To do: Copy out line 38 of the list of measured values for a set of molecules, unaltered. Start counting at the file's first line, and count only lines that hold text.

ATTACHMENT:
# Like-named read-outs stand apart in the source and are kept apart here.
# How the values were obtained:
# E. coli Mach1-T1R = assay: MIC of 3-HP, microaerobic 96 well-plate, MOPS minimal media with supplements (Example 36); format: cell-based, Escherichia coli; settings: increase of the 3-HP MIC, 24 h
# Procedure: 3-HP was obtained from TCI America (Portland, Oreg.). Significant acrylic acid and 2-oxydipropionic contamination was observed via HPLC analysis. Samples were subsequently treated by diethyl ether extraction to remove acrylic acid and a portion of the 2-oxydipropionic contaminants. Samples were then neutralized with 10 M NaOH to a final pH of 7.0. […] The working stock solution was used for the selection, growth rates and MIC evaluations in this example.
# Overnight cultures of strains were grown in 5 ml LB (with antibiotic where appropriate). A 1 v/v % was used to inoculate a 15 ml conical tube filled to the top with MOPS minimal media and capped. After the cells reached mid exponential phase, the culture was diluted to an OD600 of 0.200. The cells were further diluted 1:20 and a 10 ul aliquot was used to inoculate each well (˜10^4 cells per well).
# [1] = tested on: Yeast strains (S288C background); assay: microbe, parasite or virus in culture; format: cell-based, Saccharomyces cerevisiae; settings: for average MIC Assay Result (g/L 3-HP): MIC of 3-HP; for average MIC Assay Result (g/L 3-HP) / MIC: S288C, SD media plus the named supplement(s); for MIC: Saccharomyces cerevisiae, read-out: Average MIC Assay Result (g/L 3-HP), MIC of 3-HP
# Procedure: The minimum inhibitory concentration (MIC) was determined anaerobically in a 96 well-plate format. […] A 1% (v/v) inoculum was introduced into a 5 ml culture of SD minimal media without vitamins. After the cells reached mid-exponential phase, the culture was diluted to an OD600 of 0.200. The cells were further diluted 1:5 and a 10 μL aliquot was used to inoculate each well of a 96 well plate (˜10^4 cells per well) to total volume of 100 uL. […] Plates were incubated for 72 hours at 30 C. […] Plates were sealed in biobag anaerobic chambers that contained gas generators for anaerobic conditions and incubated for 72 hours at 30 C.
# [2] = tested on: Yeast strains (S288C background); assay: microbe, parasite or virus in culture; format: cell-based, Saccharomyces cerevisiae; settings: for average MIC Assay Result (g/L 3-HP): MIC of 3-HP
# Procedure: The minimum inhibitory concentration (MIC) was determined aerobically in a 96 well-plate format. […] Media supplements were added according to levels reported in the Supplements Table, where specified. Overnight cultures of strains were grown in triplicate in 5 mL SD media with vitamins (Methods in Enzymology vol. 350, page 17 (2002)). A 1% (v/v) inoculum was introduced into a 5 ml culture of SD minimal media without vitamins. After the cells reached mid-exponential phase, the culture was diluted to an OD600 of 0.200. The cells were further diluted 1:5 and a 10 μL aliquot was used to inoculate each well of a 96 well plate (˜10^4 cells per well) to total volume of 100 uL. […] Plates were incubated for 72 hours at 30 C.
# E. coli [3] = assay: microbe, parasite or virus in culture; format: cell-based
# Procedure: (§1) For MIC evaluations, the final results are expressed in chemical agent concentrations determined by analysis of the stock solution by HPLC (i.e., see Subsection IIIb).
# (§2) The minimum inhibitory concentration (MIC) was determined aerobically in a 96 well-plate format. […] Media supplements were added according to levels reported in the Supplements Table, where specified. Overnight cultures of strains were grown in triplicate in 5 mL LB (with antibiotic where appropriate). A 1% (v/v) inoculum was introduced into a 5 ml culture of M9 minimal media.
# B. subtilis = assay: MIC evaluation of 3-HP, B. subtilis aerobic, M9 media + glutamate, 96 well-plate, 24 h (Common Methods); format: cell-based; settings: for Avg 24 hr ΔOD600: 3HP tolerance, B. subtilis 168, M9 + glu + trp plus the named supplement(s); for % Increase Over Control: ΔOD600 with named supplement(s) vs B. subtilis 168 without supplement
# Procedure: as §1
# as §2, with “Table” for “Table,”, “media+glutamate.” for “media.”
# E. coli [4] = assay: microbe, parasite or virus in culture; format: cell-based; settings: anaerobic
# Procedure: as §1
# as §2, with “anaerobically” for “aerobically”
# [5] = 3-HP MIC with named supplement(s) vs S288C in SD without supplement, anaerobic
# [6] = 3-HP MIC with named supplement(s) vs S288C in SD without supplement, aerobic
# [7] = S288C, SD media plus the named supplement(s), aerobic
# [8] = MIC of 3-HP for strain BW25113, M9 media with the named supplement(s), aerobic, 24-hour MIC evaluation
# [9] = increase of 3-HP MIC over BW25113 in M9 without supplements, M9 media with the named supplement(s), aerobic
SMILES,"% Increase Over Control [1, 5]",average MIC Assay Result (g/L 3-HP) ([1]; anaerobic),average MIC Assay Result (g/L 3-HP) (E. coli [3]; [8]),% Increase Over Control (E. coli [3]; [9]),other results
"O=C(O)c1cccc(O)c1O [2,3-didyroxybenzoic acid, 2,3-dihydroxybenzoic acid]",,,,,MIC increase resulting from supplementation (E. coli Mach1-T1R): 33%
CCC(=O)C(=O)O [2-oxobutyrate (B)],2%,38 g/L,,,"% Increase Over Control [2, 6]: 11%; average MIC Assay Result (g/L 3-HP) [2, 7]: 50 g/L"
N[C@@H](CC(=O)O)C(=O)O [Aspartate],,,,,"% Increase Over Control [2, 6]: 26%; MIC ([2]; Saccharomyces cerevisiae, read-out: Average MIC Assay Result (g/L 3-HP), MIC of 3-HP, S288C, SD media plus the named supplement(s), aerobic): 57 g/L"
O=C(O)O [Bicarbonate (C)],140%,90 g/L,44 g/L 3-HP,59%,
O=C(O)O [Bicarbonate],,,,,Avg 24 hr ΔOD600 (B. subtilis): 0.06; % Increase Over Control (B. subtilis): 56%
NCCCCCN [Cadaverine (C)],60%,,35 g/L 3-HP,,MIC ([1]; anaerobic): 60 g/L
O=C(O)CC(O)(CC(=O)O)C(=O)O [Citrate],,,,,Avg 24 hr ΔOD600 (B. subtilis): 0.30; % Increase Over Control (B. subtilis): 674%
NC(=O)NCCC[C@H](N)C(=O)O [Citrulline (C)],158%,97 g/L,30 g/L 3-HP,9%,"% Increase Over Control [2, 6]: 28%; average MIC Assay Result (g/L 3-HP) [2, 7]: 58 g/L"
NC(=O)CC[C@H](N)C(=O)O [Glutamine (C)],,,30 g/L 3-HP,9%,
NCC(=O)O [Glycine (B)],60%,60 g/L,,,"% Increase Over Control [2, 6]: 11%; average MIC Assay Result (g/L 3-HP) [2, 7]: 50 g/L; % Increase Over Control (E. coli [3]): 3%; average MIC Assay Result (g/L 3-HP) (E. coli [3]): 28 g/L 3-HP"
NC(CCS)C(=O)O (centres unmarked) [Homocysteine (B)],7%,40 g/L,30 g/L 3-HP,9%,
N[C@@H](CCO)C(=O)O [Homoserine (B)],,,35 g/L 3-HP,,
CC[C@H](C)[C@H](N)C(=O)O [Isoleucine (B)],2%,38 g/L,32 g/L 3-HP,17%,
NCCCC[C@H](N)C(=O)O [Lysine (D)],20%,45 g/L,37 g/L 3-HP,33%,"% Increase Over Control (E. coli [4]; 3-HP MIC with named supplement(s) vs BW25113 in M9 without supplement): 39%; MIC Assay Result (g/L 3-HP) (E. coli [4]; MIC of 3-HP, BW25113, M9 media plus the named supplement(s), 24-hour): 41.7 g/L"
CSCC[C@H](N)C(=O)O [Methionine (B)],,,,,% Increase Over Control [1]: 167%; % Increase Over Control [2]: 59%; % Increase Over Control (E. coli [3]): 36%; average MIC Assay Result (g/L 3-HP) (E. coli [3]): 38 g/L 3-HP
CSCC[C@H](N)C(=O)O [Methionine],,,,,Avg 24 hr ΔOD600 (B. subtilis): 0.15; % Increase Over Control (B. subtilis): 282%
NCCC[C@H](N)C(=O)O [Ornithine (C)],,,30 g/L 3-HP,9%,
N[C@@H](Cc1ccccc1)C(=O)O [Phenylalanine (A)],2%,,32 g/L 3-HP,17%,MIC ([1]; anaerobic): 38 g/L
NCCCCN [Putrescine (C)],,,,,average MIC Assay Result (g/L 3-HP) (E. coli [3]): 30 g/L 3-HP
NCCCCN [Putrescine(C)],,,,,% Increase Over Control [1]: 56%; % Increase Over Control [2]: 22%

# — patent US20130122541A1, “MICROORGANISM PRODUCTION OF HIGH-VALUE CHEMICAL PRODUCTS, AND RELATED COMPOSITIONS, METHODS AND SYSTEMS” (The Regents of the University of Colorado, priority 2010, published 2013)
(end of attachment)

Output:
NCCCC[C@H](N)C(=O)O [Lysine (D)],20%,45 g/L,37 g/L 3-HP,33%,"% Increase Over Control (E. coli [4]; 3-HP MIC with named supplement(s) vs BW25113 in M9 without supplement): 39%; MIC Assay Result (g/L 3-HP) (E. coli [4]; MIC of 3-HP, BW25113, M9 media plus the named supplement(s), 24-hour): 41.7 g/L"